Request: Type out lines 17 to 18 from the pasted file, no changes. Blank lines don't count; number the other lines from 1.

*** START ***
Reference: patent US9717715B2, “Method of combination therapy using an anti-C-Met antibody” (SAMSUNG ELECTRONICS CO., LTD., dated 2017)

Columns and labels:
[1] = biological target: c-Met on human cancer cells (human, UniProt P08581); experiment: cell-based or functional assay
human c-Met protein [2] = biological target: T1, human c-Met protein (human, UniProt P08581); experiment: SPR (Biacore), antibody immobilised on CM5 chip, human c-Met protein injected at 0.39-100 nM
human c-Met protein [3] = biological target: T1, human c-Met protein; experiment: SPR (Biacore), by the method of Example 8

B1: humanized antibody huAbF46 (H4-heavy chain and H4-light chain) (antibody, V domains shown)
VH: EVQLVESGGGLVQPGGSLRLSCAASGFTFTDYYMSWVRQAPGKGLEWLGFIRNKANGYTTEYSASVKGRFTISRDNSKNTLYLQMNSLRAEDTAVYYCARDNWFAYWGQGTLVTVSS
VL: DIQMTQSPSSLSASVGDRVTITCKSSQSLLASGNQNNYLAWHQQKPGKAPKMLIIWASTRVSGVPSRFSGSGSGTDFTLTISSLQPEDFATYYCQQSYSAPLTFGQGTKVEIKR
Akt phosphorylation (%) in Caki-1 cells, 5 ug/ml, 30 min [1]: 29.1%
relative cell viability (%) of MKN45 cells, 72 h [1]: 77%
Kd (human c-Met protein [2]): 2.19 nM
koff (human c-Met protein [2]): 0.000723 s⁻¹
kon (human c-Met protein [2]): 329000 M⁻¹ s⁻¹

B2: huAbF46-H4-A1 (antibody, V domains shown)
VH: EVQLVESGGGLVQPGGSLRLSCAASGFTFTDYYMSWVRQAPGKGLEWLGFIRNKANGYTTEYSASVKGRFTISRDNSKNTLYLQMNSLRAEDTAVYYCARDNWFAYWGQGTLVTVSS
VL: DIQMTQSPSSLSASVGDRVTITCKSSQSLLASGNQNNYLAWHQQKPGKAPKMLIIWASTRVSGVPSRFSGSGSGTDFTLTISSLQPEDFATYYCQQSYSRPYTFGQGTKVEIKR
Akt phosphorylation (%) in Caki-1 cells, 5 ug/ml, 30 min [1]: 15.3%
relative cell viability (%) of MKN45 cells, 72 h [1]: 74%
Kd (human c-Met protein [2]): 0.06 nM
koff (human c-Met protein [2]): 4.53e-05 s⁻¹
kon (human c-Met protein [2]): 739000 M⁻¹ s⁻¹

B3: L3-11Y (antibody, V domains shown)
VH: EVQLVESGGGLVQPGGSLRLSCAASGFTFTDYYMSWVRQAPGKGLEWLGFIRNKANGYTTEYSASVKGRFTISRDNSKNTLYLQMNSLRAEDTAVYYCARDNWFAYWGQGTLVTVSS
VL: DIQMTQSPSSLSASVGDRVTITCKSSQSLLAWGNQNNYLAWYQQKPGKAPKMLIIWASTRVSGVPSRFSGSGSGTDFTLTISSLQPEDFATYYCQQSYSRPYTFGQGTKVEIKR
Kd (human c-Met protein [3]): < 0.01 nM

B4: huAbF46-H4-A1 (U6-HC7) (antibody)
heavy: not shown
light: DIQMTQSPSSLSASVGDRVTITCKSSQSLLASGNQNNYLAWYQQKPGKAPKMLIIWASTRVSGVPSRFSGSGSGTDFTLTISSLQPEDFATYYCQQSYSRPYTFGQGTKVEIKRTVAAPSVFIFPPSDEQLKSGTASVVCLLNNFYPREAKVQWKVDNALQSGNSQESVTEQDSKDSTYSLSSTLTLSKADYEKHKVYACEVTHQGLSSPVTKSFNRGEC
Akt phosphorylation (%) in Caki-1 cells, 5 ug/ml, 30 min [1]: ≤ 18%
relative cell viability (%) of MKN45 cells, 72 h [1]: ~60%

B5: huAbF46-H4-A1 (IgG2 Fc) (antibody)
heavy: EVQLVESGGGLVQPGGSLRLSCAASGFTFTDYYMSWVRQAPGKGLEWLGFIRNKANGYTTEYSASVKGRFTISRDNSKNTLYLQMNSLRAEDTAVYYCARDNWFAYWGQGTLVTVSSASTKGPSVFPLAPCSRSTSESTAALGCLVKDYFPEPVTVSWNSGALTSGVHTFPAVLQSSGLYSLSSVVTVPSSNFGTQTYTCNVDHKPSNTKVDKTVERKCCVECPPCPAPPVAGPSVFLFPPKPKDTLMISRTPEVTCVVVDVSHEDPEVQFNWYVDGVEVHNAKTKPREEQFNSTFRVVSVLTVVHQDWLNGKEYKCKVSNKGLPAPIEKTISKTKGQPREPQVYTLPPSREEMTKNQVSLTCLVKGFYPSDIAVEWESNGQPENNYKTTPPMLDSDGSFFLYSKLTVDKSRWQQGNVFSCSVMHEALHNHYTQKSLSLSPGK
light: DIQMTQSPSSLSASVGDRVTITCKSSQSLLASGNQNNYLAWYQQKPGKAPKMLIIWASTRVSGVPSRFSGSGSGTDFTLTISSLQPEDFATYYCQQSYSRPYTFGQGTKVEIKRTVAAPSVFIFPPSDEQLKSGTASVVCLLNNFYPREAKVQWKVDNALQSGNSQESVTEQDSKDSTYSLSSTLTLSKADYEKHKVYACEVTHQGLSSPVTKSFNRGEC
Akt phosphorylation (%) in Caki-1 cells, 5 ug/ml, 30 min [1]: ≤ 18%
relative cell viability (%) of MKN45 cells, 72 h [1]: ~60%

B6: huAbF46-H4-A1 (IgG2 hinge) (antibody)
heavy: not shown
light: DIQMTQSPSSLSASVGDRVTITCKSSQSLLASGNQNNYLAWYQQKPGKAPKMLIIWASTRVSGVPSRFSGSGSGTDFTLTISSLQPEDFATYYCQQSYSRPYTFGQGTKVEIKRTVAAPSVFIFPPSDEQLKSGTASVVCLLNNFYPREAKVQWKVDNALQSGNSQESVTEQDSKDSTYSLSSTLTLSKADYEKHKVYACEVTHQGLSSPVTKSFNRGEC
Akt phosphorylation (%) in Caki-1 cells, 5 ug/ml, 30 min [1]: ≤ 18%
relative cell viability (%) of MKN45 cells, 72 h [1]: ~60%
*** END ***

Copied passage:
Akt phosphorylation (%) in Caki-1 cells, 5 ug/ml, 30 min [1]: 15.3%
relative cell viability (%) of MKN45 cells, 72 h [1]: 74%